Eureka! I have discovered a huge new source of clean energy in Alaska that can create green jobs too. Well sort of.

I’m not the first to strike gold, but lately I’ve been describing the potential of energy efficiency like hitting the jackpot. Efficiency is a clean, domestic energy source that would add, in the next decade, $1.2 trillion dollars to the economy. The big numbers (like saving 9.1 Quadrillion BTUs in Two Minutes) get people’s attention. If the kind of economic impact we could gain from energy efficiencies was a natural resource buried in the ground, you can bet that every level of government would be trying to dig them up.

  • Our work is made possible by the generosity of people like you!

    Thanks to Laura Feinstein for supporting a sustainable Cascadia.

  • Instead, the job is really about aligning interests, stimulus dollars, and great ideas to capture as much of that potential energy savings in the economy as possible. And that takes time. But Alaska, a state very familiar with taking natural resources out of the ground, has a great model for stoking the demand among homeowners for retrofitting their homes—and tapping this new energy source I’m talking about. The program is just the kind of example that is worth looking at when problem-solvers set out to get green jobs right in their jurisdictions.

    The Home Energy Rebate Program is run by the Alaska Housing Finance Corporation (AHFC) and provides homeowners up to $10,000 in rebates for retrofits that will produce significant energy savings. It works like this:

    Homeowners contact the AHFC to sign up for an audit, and with the auditor identify where the biggest savings might be. The improvements can range from insulation to water heater replacement, whatever creates the biggest improvement on the scorecard used by the auditor. The homeowner has to pay for the work and can only be reimbursed for the materials and the audits before and after the work. Once the homeowner has an estimate the AHFC will earmark funds for approved work and hold it for 18 months. Once the work is done and a follow up audit is complete the funds are released.

    Don’t have money for the work? For those who qualify AHFC provides financing for everything. And the program has had a lot of takers.  A recent report in the Alaska Journal of Commerce  cites some pretty impressive numbers.

    Since May of last year there have been 1,675 approved rebates with an average cost of about $9,000 for each project. Of that, the program paid out an average of $6,100 in rebates per project, or about two thirds of the projects’ costs. Of the $160 million appropriated by the Alaska legislature, about $110 million has been set aside for the program and about $20 million has already been paid out. The average savings per household so far has been gauged at more than $500 per year, meaning that for those average retrofits, payback for the owner’s investment should take about 6 years.

    Where is all this money coming from? Alaska experienced huge increases in its oil tax revenue, and they have used $200 million of those dollars for energy efficiency programs like this one.

    Another thing this program has going for it is the jobs it is creating. The AHFC estimates that the rebate program, along with weatherization, has directly created 2000 jobs. Some of the jobs are efficiency raters for the before and after audits. There were 30 qualified raters when the program started, now there are more than a hundred, enough to fill more than 6 pages.  For a frame of reference, there are 7 in Wasilla alone—population: 10,256.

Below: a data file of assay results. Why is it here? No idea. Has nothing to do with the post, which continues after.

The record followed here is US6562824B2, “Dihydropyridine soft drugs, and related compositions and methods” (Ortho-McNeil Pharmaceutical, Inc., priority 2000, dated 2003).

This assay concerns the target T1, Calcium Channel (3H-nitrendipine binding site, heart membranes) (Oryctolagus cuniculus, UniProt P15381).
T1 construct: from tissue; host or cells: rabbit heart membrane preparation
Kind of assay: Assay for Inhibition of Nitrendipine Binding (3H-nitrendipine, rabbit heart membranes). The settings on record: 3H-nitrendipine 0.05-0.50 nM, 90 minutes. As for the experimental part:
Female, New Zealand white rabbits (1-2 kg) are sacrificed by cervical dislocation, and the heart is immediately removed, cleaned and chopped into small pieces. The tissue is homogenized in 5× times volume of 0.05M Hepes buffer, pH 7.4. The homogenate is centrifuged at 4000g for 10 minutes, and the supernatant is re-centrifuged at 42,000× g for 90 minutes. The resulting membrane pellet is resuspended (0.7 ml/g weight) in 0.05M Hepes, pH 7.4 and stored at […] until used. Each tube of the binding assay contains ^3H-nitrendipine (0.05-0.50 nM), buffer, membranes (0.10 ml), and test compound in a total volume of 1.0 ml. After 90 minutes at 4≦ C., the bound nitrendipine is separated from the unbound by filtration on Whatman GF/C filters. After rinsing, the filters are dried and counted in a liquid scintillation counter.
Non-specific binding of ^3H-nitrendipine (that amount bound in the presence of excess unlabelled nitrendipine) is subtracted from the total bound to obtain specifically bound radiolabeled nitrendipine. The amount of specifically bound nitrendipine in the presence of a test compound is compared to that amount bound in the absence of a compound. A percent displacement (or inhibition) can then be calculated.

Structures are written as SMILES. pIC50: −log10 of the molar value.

This program scores big in my book because it does many of the things that are critical for getting it right on both energy savings and green jobs. There is an audit at the beginning and the end of each project, with the biggest savings incentivized (not just fancy new windows—but whatever humble improvements that may prove to be the biggest bang for the buck).  There is financing available and AHFC has consolidated all the information in one place, not quite an energy concierge, but darned close. And all of this is funded with oil tax dollars. Not the most sustainable source of funds, but a use that would complement comprehensive cap and trade legislation well. As the cost of oil goes up, that revenue can be turned into efficiencies and alternatives to help us get off the fossil fuel rollercoaster.

    I plan on digging into this program more. Members (a Republican and a Democrat) of the Alaska Legislature’s energy committee have issued a report recommended adding $150 million more dollars to the program next year. Senator Bill Wielechowski, one of the authors of the recommendations, had this to say about the report.

    This report is a call to action. Alaska’s energy future depends on what we do now. With oil prices on the rise again, Alaska is at a crossroads. We need to invest now for Alaska’s long-term benefit. This plan is an effort to shine the light on one of Alaska’s most pressing needs and offer solutions that can move Alaska forward for decades.

    The committee is accepting public comment until next week, November 15th.

    Look to Alaska Chart

    We are trying a new way of measuring energy efficiency programs in the region. The check mark indicates which of the most important elements a particular program includes and that they are doing it well. A red dash means the program doesn’t address the element or isn’t addressing it as effectively as it could. Each of these indicators emerged from careful review of dozens of energy efficiency programs in the region. You can find a full description of each of them in our one pager Green Collar Jobs: Realizing the Promise—Energy Efficiency. Let us know if you have a program you’d like us to review.